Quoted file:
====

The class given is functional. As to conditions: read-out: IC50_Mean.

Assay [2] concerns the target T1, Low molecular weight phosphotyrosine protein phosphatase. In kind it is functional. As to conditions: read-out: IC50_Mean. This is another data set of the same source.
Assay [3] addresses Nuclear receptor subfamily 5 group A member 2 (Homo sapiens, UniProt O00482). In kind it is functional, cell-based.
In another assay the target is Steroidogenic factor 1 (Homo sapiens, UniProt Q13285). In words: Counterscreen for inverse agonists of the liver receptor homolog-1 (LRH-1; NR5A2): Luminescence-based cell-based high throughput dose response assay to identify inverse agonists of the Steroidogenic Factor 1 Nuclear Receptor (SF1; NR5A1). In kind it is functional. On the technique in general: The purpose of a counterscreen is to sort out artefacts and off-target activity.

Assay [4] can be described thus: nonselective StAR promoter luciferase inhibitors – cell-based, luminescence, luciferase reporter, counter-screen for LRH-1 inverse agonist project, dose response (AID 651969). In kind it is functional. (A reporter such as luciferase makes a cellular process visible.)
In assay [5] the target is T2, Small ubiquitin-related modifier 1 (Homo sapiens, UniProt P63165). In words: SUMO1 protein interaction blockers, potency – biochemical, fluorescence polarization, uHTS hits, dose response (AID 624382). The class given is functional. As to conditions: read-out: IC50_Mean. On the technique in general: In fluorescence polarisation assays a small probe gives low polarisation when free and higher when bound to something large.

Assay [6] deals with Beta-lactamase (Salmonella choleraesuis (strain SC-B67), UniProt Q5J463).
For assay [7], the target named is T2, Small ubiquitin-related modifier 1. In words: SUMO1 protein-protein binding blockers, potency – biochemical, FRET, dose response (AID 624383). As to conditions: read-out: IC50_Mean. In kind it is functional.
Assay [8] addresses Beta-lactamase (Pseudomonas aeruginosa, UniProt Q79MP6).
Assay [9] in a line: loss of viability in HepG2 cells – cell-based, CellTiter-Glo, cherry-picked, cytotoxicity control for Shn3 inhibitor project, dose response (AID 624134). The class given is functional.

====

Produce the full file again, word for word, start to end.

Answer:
The class given is functional. As to conditions: read-out: IC50_Mean.

Assay [2] concerns the target T1, Low molecular weight phosphotyrosine protein phosphatase. In kind it is functional. As to conditions: read-out: IC50_Mean. This is another data set of the same source.
Assay [3] addresses Nuclear receptor subfamily 5 group A member 2 (Homo sapiens, UniProt O00482). In kind it is functional, cell-based.
In another assay the target is Steroidogenic factor 1 (Homo sapiens, UniProt Q13285). In words: Counterscreen for inverse agonists of the liver receptor homolog-1 (LRH-1; NR5A2): Luminescence-based cell-based high throughput dose response assay to identify inverse agonists of the Steroidogenic Factor 1 Nuclear Receptor (SF1; NR5A1). In kind it is functional. On the technique in general: The purpose of a counterscreen is to sort out artefacts and off-target activity.

Assay [4] can be described thus: nonselective StAR promoter luciferase inhibitors – cell-based, luminescence, luciferase reporter, counter-screen for LRH-1 inverse agonist project, dose response (AID 651969). In kind it is functional. (A reporter such as luciferase makes a cellular process visible.)
In assay [5] the target is T2, Small ubiquitin-related modifier 1 (Homo sapiens, UniProt P63165). In words: SUMO1 protein interaction blockers, potency – biochemical, fluorescence polarization, uHTS hits, dose response (AID 624382). The class given is functional. As to conditions: read-out: IC50_Mean. On the technique in general: In fluorescence polarisation assays a small probe gives low polarisation when free and higher when bound to something large.

Assay [6] deals with Beta-lactamase (Salmonella choleraesuis (strain SC-B67), UniProt Q5J463).
For assay [7], the target named is T2, Small ubiquitin-related modifier 1. In words: SUMO1 protein-protein binding blockers, potency – biochemical, FRET, dose response (AID 624383). As to conditions: read-out: IC50_Mean. In kind it is functional.
Assay [8] addresses Beta-lactamase (Pseudomonas aeruginosa, UniProt Q79MP6).
Assay [9] in a line: loss of viability in HepG2 cells – cell-based, CellTiter-Glo, cherry-picked, cytotoxicity control for Shn3 inhibitor project, dose response (AID 624134). The class given is functional.